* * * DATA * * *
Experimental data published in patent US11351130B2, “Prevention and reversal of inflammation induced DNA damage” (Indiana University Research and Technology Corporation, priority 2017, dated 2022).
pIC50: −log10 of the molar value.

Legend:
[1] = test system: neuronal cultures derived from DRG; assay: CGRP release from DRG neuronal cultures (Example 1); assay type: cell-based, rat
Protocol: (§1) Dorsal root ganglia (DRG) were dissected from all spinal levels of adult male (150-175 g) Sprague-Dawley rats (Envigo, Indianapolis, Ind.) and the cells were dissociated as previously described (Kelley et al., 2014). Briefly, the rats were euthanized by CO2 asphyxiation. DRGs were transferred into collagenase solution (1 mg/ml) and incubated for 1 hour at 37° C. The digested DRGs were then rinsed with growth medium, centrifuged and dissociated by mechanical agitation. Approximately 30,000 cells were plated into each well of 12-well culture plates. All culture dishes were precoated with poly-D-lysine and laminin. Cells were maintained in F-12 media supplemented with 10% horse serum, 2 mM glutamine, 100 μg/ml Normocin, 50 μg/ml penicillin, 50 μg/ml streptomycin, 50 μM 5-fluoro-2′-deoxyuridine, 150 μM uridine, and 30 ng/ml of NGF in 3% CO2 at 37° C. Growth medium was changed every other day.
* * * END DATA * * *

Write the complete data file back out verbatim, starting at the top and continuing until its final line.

Experimental data published in patent US11351130B2, “Prevention and reversal of inflammation induced DNA damage” (Indiana University Research and Technology Corporation, priority 2017, dated 2022).
pIC50: −log10 of the molar value.

Legend:
[1] = test system: neuronal cultures derived from DRG; assay: CGRP release from DRG neuronal cultures (Example 1); assay type: cell-based, rat
Protocol: (§1) Dorsal root ganglia (DRG) were dissected from all spinal levels of adult male (150-175 g) Sprague-Dawley rats (Envigo, Indianapolis, Ind.) and the cells were dissociated as previously described (Kelley et al., 2014). Briefly, the rats were euthanized by CO2 asphyxiation. DRGs were transferred into collagenase solution (1 mg/ml) and incubated for 1 hour at 37° C. The digested DRGs were then rinsed with growth medium, centrifuged and dissociated by mechanical agitation. Approximately 30,000 cells were plated into each well of 12-well culture plates. All culture dishes were precoated with poly-D-lysine and laminin. Cells were maintained in F-12 media supplemented with 10% horse serum, 2 mM glutamine, 100 μg/ml Normocin, 50 μg/ml penicillin, 50 μg/ml streptomycin, 50 μM 5-fluoro-2′-deoxyuridine, 150 μM uridine, and 30 ng/ml of NGF in 3% CO2 at 37° C. Growth medium was changed every other day.